Feed them the correct amount.
When you are new to fishkeeping, you are always told that you should never overfeed your fish. It is just as important that you don’t underfeed them as well, as that can also have a damaging effect in your tank.
Hungry fish can be aggressive fish as they may have to race to get to the food first if you aren’t feeding them enough.
It really is a case of trial and error at first when it comes to feeding your fish the correct amount.
A rule of thumb is that all the food you feed your fish should be eaten within 3 minutes. If your fish finish eating everything well within that time, you are not feeding them enough. If, after three minutes, there is still a lot of food floating around the tank, you are feeding them too much, so remember to adjust what you give them the next time you feed them.
Get your timing right.
It is best to add your danios to the tank at the same time, and preferably when they are juvenile.
If you were to add danios to a tank that already has some in it, this would cause a problem. The fish in the tank will already have sorted out their pecking order and will be more than a bit miffed at new guys being added.
Best Tank Mates for Danios.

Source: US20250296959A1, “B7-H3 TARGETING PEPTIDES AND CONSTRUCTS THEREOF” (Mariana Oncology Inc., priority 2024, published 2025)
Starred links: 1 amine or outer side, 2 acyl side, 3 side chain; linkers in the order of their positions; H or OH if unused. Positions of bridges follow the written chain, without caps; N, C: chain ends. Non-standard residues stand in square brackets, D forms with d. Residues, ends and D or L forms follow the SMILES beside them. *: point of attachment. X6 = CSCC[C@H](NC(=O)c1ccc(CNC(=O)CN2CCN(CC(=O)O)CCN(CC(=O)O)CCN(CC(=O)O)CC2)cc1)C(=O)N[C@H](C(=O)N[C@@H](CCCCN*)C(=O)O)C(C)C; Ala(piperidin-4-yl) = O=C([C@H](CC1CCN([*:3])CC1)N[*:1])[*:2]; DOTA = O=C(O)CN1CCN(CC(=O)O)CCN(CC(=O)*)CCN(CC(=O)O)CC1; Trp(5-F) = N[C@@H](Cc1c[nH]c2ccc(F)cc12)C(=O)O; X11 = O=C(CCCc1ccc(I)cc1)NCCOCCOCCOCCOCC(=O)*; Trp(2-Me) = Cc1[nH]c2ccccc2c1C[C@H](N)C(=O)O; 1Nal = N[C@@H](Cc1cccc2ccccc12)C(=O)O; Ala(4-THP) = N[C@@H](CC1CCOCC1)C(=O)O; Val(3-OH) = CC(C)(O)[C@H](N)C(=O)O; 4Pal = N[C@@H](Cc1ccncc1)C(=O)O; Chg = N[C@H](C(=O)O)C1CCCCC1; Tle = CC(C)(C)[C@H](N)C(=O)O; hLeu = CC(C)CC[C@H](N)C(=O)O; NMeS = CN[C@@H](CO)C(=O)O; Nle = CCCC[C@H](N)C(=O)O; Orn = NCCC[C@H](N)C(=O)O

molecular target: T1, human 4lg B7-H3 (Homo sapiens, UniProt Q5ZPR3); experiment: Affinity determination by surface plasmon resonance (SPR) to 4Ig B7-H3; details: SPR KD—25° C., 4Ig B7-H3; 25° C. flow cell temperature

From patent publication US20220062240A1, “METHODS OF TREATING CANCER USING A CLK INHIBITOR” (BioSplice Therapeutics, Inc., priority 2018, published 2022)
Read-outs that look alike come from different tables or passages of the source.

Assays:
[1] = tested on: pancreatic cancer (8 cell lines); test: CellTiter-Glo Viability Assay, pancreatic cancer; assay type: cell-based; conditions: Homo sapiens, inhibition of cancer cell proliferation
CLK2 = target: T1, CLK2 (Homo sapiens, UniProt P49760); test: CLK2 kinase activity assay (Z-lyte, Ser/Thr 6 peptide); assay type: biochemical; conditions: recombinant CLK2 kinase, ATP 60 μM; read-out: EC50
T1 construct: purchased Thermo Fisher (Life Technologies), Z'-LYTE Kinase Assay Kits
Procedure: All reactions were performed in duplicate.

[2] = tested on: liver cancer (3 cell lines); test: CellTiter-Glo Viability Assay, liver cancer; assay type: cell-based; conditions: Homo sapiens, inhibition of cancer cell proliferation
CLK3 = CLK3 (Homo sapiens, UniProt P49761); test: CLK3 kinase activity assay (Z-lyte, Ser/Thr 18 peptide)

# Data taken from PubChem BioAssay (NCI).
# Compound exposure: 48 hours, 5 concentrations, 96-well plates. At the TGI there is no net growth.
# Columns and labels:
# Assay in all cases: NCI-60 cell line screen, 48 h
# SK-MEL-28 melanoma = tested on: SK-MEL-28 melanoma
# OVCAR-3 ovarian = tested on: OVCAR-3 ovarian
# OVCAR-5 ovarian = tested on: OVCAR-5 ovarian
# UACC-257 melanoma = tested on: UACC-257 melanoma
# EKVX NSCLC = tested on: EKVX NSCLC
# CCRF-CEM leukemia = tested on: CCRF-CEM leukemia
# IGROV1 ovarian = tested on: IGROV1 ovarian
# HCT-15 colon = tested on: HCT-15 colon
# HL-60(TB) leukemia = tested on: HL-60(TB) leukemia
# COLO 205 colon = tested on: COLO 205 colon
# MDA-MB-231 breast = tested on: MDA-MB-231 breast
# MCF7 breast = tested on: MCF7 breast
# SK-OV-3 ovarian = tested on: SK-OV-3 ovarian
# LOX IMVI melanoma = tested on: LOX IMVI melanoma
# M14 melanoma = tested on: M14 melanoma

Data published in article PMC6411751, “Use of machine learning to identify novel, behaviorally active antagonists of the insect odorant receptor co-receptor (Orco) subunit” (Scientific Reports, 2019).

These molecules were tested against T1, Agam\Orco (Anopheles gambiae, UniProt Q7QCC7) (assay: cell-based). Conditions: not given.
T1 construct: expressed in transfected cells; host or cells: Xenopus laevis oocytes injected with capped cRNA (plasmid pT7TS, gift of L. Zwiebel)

Never put any danios into your tank if you have large, predatory fish in as they will turn your danios into lunch.
Danios are renowned fin nippers, so don’t mix your danios with any slow moving fish with long fins, eg, angelfish.
Angelfish are known to be fin nippers as well (ironic, I know), but this is mostly when they are squabbling with other angelfish.
A popular choice of tankmate for danios are tetras. They tend to just hang out in their own little group, but are just as active, so won’t be freaked out by the danios playful behaviour. Other danios and mollies etc are also fine as tankmates.
Danios can make a great addition to a community tank, provided you don’t overstock your tank by adding too many fish in.
Male danios do show aggression to other danios, but this is normal behaviour and nothing to worry about.